Choose a script to quickly locate information about it.
You can now also apply a rough filter for active, limited or historic use, and highlight recent or liturgical scripts.
Get information about key characteristics of a number of scripts. It is not intended to be exhaustively scientific, but the interactive table gives an idea of what scripts require what type of feature support.
Notes summarising the key features of a given script, some more detailed than others.
Arabic • Armenian • Balinese • Bengali • Buginese • Cherokee • Cyrillic • Devanagari • Ethiopic • Greek • Gurmukhi • Han • Hangul • Hebrew • Ishidic • Javanese • Kana • Khmer • Lao • Mandaic • Myanmar (Burmese) • N'Ko • Sinhala • Sundanese • Syriac • Tai Tham • Thaana • Thai • Tamil • Tibetan • Tifinagh • Uighur • Urdu
Character-by-character notes for the scripts below.
Arabic • Armenian • Balinese • Bengali • Buginese • Cherokee • Cyrillic • Devanagari • Ethiopic • Greek • Gurmukhi • Hebrew • Javanese • Khmer • Lao • Latin • Lisu (Fraser script) • Malayalam • Mandaic • Mongolian • Myanmar (Burmese) • N'Ko • New Tai Lue • Sinhala • Sundanese • Syriac • Tai Tham • Tai Viet • Thaana • Thai • Tamil • Tibetan • Tifinagh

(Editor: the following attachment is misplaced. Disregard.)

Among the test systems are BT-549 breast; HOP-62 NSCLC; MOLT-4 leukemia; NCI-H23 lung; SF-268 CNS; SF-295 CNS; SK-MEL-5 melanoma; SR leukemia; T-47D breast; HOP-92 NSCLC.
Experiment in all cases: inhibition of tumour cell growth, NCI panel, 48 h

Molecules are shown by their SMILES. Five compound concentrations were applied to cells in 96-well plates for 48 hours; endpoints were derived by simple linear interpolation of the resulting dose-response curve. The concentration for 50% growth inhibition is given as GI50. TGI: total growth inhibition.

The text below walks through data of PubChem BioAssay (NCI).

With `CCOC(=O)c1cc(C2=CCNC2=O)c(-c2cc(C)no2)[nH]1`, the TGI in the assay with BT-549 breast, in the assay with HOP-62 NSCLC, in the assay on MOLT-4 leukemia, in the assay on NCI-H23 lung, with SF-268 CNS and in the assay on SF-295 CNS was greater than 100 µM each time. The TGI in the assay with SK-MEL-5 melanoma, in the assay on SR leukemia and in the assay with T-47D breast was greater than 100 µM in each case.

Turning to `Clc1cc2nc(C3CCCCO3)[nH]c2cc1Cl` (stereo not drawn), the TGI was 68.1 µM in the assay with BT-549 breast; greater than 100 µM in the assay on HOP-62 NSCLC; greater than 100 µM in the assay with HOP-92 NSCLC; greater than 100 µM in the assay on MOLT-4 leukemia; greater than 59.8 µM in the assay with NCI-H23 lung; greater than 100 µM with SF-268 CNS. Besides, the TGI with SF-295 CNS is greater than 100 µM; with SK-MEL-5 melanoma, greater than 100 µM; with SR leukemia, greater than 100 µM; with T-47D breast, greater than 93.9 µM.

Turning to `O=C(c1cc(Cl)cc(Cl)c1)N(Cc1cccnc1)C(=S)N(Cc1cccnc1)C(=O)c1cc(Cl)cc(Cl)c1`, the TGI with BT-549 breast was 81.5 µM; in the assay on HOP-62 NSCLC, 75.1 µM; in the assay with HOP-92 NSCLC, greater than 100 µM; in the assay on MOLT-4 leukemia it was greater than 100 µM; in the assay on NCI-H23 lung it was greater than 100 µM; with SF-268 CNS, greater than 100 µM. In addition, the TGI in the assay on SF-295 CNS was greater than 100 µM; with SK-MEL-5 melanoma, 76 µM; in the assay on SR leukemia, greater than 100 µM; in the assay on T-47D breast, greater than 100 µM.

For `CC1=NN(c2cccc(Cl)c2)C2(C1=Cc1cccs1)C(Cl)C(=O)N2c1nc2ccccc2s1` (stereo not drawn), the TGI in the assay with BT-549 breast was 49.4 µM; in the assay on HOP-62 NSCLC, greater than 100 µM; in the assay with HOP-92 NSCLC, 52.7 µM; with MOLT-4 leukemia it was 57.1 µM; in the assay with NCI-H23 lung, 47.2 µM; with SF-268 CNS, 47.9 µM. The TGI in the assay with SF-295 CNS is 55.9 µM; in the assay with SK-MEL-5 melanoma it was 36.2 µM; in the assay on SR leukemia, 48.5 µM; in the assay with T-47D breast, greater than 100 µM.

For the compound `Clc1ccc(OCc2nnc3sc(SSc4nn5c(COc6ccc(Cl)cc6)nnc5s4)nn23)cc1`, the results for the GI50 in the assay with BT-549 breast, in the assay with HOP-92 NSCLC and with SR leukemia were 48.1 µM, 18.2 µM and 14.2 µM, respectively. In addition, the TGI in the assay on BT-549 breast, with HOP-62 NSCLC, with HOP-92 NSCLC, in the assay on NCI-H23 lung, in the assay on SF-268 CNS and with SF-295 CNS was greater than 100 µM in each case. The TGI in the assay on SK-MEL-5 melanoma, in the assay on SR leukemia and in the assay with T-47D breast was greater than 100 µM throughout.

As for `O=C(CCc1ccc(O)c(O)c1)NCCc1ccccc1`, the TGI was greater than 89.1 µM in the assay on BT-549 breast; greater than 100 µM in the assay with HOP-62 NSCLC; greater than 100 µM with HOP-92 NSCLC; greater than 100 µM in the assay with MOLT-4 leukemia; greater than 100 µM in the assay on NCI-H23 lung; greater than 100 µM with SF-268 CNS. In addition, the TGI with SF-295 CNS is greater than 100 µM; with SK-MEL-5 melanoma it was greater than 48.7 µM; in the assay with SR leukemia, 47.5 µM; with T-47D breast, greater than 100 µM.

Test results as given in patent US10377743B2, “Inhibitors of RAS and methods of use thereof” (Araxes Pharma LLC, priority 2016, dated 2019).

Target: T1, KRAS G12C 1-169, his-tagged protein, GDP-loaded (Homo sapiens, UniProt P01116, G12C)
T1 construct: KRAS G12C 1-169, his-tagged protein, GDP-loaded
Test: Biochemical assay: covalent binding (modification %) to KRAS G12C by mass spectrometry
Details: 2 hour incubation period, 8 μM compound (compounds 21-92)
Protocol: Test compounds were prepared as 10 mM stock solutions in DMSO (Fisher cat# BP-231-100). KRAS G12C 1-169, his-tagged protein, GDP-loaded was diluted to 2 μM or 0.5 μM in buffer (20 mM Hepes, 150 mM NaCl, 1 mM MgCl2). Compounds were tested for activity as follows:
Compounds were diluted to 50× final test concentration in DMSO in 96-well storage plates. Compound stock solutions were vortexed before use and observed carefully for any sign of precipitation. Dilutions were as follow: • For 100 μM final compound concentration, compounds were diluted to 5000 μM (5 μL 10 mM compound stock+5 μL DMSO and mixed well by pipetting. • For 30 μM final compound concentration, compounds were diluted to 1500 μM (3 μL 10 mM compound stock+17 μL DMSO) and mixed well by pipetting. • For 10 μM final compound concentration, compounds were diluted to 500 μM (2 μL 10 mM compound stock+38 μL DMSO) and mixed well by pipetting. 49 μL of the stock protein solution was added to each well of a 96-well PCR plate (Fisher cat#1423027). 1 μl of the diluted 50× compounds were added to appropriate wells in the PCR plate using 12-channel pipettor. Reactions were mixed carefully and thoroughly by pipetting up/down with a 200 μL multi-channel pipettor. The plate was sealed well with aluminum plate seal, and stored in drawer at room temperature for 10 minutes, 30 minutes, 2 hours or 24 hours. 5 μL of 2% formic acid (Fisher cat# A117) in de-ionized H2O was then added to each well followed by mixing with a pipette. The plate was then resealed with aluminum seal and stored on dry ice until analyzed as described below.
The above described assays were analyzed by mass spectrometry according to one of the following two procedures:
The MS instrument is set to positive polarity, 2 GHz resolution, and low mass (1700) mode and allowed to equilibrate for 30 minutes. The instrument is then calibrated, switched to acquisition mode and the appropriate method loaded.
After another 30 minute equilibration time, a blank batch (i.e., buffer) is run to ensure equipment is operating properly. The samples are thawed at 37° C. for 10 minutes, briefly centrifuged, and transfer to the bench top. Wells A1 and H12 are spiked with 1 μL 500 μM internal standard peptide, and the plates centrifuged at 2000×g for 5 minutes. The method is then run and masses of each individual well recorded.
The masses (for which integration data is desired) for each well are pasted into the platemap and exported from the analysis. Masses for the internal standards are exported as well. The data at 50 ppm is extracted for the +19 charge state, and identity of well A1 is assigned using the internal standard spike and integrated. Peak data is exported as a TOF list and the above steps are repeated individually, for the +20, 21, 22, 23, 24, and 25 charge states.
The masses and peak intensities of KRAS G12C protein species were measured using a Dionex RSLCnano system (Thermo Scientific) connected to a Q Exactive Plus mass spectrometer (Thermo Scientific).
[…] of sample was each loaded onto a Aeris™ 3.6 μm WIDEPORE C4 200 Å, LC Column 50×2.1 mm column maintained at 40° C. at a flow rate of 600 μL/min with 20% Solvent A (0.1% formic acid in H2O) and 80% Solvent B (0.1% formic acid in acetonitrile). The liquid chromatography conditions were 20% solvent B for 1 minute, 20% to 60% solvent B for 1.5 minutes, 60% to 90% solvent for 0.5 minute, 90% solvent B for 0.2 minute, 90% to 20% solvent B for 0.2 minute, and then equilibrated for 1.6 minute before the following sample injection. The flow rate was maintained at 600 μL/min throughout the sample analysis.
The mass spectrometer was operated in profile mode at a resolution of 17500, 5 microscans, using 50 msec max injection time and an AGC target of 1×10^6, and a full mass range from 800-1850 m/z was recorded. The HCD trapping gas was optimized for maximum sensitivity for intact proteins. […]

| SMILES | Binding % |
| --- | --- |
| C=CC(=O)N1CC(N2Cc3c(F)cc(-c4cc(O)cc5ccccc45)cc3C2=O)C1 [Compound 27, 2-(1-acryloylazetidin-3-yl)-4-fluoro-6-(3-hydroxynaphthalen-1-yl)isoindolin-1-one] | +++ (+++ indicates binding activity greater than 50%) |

For anyone who wants to better understand how scripts work in computerised environments, and more particularly with regards to Unicode. The material should be accessible for a wide audience, from developers to managers, and comes with a set of interactive pages that explore the examples and scripts in the tutorial.
Translations in various scripts of phrases that can be used for examples in documents and presentations.
A list of fonts packaged with the Windows7/8 and Mac OS X SnowLeopard/Lion operating systems, grouped by script.
An introduction to the major Indic scripts used on the Indian mainland. Those addressed in this paper include specifically Bengali, Devanagari, Gujarati, Gurmukhi, Kannada, Malayalam, Oriya, Tamil, and Telugu.
From time to time questions are raised on W3C mailing lists about how to implement phonetic annotations in zhùyīn fúhào, or bopomofo. Participants in these discussions need a good understanding of the various complexities of bopomofo rendering, particularly concerning the way tone marks are handled.
There is some confusion about which shapes fonts should produce for Mongolian characters when combined with Free Variation Selectors (FVS), and sometimes also when not. This document looks at what glyphs are produced by fonts for characters in the Mongolian block, and tracks ongoing discussion about how to standardise them.
What's the Difference between Simplified & Traditional Chinese, and are they Separate in Unicode?
A range of articles, mostly about international features of HTML and CSS, on the W3C site.
Blog posts that touch on web internationalisation.